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10 January, 2024

British Columbians living with disabilities are begging to be heard

By Kat Wong-Perrotta

December 2023 marked the first December in three years that I have not spent languishing in pain in a hospital bed. Since 2020, I have suffered from an inconceivably painful back injury that included torn ligaments, arthritis, and three herniated discs in my spine. It has kept me from going to work full-time, rendering me an ostensible prisoner in my own home. 

And over the last three years, I have sought help from my doctor, from specialists, from hospital emergency staff—and received little to no care. I waited to speak to a neurosurgeon for over a year, only to be told that I was not, in fact, a good candidate for surgery (as I stood standing in his office, leaning desperately on a walker for support, since I could not walk without a mobility aid). He said I should try losing weight instead. 

Because I had been unable to work full-time at a “proper” job and forced to take on piecemeal gigs as a writer (and matchmaker, for a while, but that’s another story), my income was never constant, and I saw my bank account’s totals dwindling. After all, I still needed to pay my household bills, and cover medical costs for specialists. I tried to apply for assistance but was rejected because my wife’s savings account was over a certain number. Does the government expect my wife to shoulder my medical costs? I wondered. How can we live on only one income if my disability is costing more than we can handle? Is she supposed to empty her savings for me? That’s not right.

I continued struggling to find work in a post-pandemic world that was sending everyone “back to the office!” My disability was a barrier to landing meaningful, full-time employment; cobbling together odd jobs that paid barely enough to cover a therapy session, I marched (metaphorically, of course, because I could not walk) on.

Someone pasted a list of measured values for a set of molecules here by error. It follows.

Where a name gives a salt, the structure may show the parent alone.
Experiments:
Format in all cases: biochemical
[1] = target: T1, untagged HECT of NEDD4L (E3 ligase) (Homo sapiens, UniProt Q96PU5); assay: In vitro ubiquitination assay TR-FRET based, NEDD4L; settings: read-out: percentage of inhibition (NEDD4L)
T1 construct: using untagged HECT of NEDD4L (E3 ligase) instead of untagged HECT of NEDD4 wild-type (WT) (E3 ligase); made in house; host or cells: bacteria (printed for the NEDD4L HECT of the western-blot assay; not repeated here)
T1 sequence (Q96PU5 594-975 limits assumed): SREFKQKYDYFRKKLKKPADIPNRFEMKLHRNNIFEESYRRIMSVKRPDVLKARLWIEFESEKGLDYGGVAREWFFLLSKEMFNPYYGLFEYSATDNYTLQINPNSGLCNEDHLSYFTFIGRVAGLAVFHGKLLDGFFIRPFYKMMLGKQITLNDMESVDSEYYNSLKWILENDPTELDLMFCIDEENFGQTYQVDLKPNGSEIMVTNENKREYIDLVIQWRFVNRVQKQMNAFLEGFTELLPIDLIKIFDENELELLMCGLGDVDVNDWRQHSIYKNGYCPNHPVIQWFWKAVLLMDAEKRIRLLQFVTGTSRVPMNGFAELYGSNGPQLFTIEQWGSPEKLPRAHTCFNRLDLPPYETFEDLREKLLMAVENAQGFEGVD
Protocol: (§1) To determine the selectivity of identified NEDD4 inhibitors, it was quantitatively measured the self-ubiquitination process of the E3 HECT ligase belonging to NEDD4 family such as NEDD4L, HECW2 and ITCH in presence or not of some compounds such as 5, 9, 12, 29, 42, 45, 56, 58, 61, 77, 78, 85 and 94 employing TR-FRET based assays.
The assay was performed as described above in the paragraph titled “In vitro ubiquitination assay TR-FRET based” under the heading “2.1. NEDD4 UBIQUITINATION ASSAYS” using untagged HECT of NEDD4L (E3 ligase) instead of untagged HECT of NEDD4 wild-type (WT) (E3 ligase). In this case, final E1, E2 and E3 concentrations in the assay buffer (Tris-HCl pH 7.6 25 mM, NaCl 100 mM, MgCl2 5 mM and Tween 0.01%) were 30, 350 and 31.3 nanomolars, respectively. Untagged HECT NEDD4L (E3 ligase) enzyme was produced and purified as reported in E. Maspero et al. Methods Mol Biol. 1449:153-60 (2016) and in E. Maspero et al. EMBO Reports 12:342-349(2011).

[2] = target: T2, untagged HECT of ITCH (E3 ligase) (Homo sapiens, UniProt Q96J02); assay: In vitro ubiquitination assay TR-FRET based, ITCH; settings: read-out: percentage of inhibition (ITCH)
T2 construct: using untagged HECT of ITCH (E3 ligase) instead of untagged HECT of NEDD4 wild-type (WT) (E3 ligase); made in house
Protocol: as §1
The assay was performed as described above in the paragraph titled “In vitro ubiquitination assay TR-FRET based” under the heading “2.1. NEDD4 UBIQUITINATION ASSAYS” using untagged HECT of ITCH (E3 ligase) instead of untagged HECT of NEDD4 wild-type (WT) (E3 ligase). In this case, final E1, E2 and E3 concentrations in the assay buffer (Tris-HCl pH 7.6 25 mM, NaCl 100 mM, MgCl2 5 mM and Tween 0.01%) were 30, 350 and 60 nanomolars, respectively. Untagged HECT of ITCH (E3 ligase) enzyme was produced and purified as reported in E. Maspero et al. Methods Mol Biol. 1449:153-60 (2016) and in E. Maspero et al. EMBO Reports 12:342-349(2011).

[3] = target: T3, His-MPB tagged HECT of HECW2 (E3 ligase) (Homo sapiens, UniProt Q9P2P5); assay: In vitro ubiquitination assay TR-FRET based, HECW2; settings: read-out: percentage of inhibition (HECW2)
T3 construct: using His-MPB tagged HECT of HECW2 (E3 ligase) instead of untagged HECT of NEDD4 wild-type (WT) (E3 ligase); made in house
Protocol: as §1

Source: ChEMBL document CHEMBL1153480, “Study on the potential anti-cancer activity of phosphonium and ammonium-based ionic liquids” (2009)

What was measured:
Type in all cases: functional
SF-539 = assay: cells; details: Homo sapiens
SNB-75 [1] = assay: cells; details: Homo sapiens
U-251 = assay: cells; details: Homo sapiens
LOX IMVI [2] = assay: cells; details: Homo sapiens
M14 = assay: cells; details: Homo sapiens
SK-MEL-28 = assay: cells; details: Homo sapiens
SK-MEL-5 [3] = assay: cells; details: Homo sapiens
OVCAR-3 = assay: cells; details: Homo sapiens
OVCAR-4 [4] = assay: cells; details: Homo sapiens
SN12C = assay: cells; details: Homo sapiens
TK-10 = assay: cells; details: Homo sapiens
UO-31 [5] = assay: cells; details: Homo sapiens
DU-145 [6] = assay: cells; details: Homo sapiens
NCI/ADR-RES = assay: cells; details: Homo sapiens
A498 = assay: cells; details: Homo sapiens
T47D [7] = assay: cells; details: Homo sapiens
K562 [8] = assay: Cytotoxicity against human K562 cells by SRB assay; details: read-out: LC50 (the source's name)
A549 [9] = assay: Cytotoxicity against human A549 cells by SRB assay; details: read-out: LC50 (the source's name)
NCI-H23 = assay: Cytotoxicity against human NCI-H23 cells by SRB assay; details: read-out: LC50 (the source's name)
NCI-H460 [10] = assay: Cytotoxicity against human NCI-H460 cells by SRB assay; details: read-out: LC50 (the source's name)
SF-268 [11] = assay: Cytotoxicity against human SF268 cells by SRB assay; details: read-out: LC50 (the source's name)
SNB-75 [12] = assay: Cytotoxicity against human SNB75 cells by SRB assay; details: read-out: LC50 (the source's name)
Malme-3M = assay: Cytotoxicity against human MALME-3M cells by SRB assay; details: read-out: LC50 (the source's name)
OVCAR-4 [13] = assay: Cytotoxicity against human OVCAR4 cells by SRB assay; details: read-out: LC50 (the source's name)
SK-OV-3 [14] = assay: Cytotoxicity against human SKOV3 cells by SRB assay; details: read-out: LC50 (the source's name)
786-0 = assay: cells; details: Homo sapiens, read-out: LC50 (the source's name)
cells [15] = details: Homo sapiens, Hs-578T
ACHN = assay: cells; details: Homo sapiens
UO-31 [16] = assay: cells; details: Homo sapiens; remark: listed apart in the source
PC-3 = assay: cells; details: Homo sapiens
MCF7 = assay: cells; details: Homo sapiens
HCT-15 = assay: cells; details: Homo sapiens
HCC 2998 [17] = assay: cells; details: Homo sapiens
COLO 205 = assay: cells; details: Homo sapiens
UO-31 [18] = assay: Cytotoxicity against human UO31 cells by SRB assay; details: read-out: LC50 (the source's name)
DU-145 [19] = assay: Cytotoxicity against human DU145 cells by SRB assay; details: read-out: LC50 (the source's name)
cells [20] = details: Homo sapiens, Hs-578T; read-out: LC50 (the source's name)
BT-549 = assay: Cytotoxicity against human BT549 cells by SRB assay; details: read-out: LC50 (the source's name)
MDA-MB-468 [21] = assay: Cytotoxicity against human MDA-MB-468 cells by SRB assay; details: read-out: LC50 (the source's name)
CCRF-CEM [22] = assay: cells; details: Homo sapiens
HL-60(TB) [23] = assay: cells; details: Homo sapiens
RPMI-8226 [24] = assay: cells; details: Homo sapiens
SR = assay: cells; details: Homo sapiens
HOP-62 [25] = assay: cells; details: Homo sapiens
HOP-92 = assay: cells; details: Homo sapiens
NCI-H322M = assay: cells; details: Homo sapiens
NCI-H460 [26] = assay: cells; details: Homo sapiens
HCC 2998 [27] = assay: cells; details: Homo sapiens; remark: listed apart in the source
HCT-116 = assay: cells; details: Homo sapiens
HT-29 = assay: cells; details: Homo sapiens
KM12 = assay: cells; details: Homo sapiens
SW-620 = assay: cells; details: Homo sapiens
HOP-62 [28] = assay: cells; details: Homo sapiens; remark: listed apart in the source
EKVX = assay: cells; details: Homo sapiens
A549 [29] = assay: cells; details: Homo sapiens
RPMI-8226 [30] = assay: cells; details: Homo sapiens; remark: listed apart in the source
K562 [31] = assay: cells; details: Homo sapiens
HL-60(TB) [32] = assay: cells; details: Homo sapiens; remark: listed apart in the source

Mine is not the only story like this—of injury, and waiting, and defeat, and dancing on the edge of poverty. 

I have since landed a job with Disability Without Poverty’s BC branch, and part of my work includes interviewing British Columbians about their experiences with disability. Through these discussions, a common thread has emerged—and it is tattered, tired, and pulled to its limit.

Nearly 15 per cent of people in British Columbia are living with a disability in some capacity, and we are all begging to be heard. 

Heard by family and friends who dismiss our pain; heard by general practitioners who do not see the urgency in our cases; heard by specialists for whom we have waited months or years to see; heard by our government that continues to rely on outdated protocols for our assistance.

One person I spoke with applied for disability assistance through the BC portal at least four times before giving up, facing rejection each time because she was on the edge of the criteria to be accepted. She came away empty-handed and frustrated by the lack of pathways to assist people in her situation.

Another interviewee has lived with disabilities since birth and has worked hard to overcome the many physical and mental barriers he’s faced his whole life; the minimal assistance he receives from the government is barely enough for him to afford groceries for the month—especially these days, when a small weekly shopping trip can cost as much as $150. 

Yet another interview subject discussed her dismay over being unable to access trans-inclusive healthcare or adequate monetary support for the unique needs of the trans community in BC, citing their increased medical costs for therapies and surgeries.

All across this province, disabled people are at a fundamental disadvantage, and no one seems to care. Partaking in these interviews taught me one thing, with crystal-clear clarity: disabled folks are suffering, and starving for someone to listen to them and their needs.

Introduced as a proposed initiative in 2020, the Canada Disability Benefit aims to alleviate some of this suffering through a tax-free cash supplement—not unlike CERB, but with some key differences—and is poised to help the over 6.2 million Canadians who identify as disabled (1.4 million of whom live in poverty). 

But now, four years later, there’s been little to no movement on the development of this proposed initiative—which is why organizations like Disability Without Poverty have been working hard to get the government’s attention through postcard campaigns, grassroots outreach, and a nationwide survey on disability.

The government must be made to see how the most marginalized folks in BC and across Canada are struggling to make ends meet, and be moved to get the Canada Disability Benefit signed, sealed, and delivered to those who need help the most. Before it’s too late.

Kat Wong-Perrotta is the Administrative Consultant for Disability Without Poverty’s BC branch.

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